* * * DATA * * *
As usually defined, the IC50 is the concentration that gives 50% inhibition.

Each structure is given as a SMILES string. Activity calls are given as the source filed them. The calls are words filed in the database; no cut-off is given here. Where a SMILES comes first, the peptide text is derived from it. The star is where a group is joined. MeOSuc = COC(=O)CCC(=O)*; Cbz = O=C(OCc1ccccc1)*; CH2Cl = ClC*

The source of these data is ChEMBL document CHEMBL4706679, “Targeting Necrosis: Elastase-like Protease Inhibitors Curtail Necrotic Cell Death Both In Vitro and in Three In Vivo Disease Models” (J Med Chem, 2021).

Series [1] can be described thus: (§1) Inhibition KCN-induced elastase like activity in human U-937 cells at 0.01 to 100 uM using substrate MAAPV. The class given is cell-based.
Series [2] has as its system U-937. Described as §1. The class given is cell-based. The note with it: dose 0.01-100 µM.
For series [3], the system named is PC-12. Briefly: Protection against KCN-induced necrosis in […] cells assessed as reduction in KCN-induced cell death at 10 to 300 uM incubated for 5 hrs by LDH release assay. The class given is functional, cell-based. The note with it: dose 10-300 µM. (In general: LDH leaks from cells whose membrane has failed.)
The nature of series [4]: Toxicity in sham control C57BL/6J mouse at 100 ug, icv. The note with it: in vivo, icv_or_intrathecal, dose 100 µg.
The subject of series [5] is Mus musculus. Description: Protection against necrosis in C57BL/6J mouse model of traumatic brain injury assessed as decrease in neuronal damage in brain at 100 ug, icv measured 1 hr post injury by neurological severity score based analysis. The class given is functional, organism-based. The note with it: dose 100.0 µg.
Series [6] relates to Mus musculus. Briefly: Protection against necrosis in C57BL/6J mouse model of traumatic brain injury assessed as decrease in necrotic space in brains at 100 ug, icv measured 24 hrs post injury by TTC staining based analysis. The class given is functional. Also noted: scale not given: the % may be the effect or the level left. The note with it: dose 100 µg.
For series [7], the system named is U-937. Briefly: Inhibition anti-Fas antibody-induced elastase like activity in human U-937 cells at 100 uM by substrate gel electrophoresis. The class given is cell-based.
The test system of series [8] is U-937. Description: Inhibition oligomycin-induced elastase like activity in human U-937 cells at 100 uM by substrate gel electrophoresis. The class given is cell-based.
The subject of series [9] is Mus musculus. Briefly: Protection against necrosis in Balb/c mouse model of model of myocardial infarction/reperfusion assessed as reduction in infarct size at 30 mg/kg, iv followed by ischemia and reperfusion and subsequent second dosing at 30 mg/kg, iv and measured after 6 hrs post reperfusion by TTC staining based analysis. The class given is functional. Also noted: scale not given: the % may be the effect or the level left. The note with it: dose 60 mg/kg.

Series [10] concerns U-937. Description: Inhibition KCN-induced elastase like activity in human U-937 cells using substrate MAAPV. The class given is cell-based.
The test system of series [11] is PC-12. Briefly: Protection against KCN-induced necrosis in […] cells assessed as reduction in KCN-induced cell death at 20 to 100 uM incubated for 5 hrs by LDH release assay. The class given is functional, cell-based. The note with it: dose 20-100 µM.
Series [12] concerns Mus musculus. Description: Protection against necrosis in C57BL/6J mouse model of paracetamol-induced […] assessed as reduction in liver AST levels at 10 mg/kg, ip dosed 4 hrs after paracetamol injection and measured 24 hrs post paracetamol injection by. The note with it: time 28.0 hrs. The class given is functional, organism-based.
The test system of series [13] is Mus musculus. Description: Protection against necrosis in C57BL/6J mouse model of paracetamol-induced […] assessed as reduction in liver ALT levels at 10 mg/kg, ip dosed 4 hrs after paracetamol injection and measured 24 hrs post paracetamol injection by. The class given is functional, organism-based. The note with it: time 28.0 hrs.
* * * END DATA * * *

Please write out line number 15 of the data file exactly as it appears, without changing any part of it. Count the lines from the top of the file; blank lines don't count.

Series [12] concerns Mus musculus. Description: Protection against necrosis in C57BL/6J mouse model of paracetamol-induced […] assessed as reduction in liver AST levels at 10 mg/kg, ip dosed 4 hrs after paracetamol injection and measured 24 hrs post paracetamol injection by. The note with it: time 28.0 hrs. The class given is functional, organism-based.